Those of us who had made it into the first eddy lined up and prepared to swim to the next eddy downstream.This technique was important for us to understand as it allowed us to perform self-rescue in larger rapids where guides may not be able to reach us right away and dangerous obstacles could likely be downstream.

To further our skills, the instructors rigged a ‘dummy’ strainer for us to practice swimming over. Strainers are very lethal river obstacles that with proper approach and technique can be much less deadly. In addition, we learned how to rescue from boats and also how to use a combination of people on the shore and in boats in order to remove large groups of swimmers from the water at one time.

When everyone had become comfortable with the skills we were learning, it was time for another lecture. This time, however, the material was very familiar to me. We were learning anchor systems used in rescue. My prior climbing experience and training through the AMGAhad taught me nearly every rope/anchor system used in water rescue. I even taught the instructor a new trick (putting a clove-hitch on a carabiner in order to keep the knot in a self-equalizing anchor out of the way).

One of the most deadly snakes in Costa Rica, the Fer de Lance, came into our campsite. We killed it because it was too dangerous to have around us.

When all the lessons were done, I spoke with our instructor about his experiences and knowledge in hopes that I would glean a little extra. During our conversation, I received a wonderful compliment when he told me that I had a natural river sense and have a future in the business if I decide to go in that direction. I was delighted to hear that. Although my grades in school are good, they require significant amounts of work; in the wilderness, however, I have found that I excel with ease. Everything feels natural to me and I love it!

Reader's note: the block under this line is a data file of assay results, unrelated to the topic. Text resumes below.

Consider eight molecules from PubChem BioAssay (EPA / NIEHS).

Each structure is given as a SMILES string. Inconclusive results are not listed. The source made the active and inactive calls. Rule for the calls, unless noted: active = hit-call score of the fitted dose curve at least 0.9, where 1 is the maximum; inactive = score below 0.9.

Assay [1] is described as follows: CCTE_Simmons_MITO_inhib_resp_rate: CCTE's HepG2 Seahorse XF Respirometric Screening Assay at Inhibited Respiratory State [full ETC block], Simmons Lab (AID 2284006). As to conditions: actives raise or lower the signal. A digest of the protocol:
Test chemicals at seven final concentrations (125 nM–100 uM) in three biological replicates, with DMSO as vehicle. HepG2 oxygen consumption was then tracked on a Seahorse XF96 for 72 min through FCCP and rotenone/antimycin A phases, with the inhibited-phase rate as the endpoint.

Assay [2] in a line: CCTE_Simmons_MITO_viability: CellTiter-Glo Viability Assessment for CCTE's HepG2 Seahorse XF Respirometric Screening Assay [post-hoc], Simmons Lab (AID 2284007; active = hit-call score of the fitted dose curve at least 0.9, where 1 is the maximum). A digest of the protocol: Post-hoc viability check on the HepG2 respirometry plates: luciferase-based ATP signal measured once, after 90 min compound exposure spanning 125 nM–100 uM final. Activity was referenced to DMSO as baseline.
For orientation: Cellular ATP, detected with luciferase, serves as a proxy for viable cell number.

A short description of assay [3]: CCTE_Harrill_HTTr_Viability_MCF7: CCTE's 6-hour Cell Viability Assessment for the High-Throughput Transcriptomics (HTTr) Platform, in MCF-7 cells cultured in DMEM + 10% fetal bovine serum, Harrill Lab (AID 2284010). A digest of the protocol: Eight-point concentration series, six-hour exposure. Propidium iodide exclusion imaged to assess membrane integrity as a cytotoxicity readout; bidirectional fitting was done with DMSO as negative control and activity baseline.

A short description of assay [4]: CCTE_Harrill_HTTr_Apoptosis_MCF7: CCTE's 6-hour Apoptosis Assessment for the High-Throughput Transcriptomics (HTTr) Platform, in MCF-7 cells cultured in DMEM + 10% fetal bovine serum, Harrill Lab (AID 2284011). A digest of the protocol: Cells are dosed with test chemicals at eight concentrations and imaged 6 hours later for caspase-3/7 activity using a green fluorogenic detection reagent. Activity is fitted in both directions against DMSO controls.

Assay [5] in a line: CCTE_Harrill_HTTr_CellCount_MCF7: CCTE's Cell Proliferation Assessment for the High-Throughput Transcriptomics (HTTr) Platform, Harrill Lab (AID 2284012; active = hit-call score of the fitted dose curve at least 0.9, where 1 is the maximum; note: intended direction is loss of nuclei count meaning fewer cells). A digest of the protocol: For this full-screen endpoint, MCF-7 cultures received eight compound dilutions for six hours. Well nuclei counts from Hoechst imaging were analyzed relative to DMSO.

We had free time in our campsite after our training but before dinner. I strung up my hammock between two trees and enjoyed the beautiful view. I had planned to sleep in it, but the discovery of one of Costa Rica’s deadliest snakes in our campsite caused our leaders to make the wise decision of disallowing anyone to sleep outside of tents. A group the week before had two anteaters crash into a tent while fighting and that was enough excitement in this campsite for a while.It was good that out guides allowed us to take risks when appropriate but they always weighed the costs. They were fun-loving men who were a joy to be around, but they knew when to be serious and showed their wisdom when it was appropriate. Autentico Adventures has the best guides I have ever met; they got to know each of us on an individual level and cared about making the experience the best they could for everyone involved.


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How to save a life – Wilderness First Response Training

How to save a life – Wilderness First Response Training

(9-19 January 2011)

Day 0 (Interim day 6)